It's Craft Beer Week 2012, and as America's craft beer scene has grown up over the last decade, so have the bars serving the sudsy stuff. Here are five of our favorite classy spots for sipping a pint—or three.
Name: Ebenezer's Pub
Location: Lovell, Maine
Why you should go: Located in a tiny town near the White Mountain National Forest, Ebenezer's is a pub worthy of a pilgrimage, owing to co-owner Chris Lively's far-reaching collection of Belgian ales. The 35 taps regularly count rare, mouth-puckering lambics from cultish producers Oude Beersel and Cantillon, but the real gems are found in the cellar's selection of more than 1,000 bottles, some stretching back a century.
What to order: End your eve with Black Albert, a silky, impressively potent stout originally brewed by Belgium's De Struise Brouwers to commemorate Ebenezer's third annual Belgian fest in 2007.
Name: Bailey's Taproom
Location: Portland, Oregon
Why you should go: This downtown-Portland pub focuses on the endless bounty of Oregon beers, ranging from Corvallis' Flat Top to Bend's 10 Barrel and first-rate local outfits Hopworks and Cascade. And instead of a chalkboard, the available draft beers are displayed on a flat-screen TV listing price, serving glass, and how much liquid is left in each keg.
What to order: Indulge your whims and select a sampler tray of Oregon's finest ales—or whatever seems to be running dry on the screen. Also excellent: The funky Seizoen Bretta from Hood River's Logsdon Farmhouse Ales.
Location: Brooklyn, New York
Why you should go: Former beer importer Justin Phillips turned a closet-size storefront into a bespoke suds parlor outfitted with communal tables, shelves lined with pickled vegetables, and a painstakingly curated collection of some of the globe's rarest—and most delicious—lagers and ales. The six taps regularly dispense nectars from vaunted breweries such as Denmark's Evil Twin and Norway's Haandbryggeriet, and the 25-strong bottle list changes daily.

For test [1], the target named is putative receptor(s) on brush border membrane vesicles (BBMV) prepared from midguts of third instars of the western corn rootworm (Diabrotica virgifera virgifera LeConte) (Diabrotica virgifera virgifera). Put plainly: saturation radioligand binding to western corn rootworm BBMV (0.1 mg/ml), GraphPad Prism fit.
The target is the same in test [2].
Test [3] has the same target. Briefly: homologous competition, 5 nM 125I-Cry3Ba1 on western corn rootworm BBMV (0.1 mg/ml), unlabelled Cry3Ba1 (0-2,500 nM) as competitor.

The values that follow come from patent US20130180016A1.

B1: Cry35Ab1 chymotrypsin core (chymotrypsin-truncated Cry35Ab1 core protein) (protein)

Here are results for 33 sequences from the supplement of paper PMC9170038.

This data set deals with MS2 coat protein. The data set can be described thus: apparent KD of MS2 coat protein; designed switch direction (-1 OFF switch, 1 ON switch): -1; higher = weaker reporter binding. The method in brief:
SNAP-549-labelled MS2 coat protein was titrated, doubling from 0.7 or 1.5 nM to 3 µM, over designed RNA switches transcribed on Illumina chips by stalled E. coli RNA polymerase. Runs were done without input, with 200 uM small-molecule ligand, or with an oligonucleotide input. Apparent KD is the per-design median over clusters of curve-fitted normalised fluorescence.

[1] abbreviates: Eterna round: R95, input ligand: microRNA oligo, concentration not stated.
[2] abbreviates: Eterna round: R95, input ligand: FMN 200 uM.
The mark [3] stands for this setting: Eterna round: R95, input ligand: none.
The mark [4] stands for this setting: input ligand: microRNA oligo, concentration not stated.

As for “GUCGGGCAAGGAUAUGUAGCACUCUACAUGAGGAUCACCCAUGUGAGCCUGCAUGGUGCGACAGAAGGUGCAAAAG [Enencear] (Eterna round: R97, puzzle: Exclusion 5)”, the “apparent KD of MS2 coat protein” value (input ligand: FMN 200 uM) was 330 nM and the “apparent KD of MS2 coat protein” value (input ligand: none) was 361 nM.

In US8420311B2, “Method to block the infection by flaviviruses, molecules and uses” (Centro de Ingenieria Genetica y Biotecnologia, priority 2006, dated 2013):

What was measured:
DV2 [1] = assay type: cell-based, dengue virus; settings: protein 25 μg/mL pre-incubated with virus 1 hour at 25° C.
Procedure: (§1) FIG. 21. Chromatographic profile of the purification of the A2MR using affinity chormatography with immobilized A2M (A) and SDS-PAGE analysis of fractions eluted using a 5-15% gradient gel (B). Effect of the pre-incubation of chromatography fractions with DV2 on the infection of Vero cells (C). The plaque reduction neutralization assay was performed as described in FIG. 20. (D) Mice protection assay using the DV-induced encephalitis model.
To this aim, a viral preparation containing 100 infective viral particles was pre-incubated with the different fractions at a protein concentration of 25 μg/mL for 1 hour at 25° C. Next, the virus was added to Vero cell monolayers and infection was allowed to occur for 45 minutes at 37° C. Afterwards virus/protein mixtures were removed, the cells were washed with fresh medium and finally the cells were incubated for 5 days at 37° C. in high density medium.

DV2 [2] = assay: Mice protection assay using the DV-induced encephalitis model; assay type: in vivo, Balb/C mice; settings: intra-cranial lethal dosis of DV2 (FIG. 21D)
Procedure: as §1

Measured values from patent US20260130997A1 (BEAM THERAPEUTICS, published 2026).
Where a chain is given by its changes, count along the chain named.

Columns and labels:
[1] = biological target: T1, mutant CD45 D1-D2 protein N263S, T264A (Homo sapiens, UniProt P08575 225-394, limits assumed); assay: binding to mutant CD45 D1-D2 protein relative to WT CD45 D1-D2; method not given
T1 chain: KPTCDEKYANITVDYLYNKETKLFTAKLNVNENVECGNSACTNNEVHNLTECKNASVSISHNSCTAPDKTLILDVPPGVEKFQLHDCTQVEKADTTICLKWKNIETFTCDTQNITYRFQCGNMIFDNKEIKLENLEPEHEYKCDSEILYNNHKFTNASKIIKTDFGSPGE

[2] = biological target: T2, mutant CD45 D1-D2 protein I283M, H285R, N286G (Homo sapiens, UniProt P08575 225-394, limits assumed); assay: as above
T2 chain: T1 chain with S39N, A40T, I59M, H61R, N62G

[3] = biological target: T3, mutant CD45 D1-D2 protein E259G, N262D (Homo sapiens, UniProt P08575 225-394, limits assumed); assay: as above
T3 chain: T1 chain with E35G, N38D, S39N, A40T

What to order: Beer Table has collaborated with a series of brewers tasked to answer a single question: "What beer would I brew for myself to drink every day for the rest of my life?" The answer is available in the rotating Table Beer series.
Name: Michael and Louise's Hopleaf
Location: Chicago, Illinois
Why you should go: There's nary a TV or deep-fried chicken wing found in Michael Roper's venerable Windy City establishment, which offers 65 assiduously sourced draft beers split between national and local craft brewers, such as Chicago-based Revolution, Half Acre and Five Rabbit, and all-star Belgian brewers. The food is as fine as the beer, counting a duck reuben, Montreal-style brisket and ramp waffles with sautéed morels.
What to order: Dig deep into the 250-bottle list to unearth gems such as Lambrucha, a tart blend of kombucha and spontaneously fermented lambic, and strong, monk-made ale from abbeys such as Westmalle and Rochefort.
Name: Brick Store
Location: Decatur, Georgia
Why you should go: Located just outside Atlanta, the pleasantly subdued Brick Store—no garish neon or blaring TVs—is a hoppy refuge. Downstairs, you'll find offering 17 craft beers on tap, including locally made SweetWater IPA, and about 75 bottles, while the second-floor Belgian Room annex featuring more than 100 bottled beauties and an additional eight draft lines, including the oaky, fruity Duchesse de Bourgogne. Keep hunger at bay with country chicken pâté strong paired with smoked-peach preserves.
What to order: In an adjoining, underground bank vault, Brick Store has amassed more than 750 rare, vintage beers. Email the bar ahead of time to set up a cellar tour—and select your preferred potable.
—Joshua M. Bernstein (@JoshMBernstein) is a Brooklyn-based journalist and author of Brewed Awakening: Behind the Beers
and Brewers Leading the World's Craft Brewing Revolution.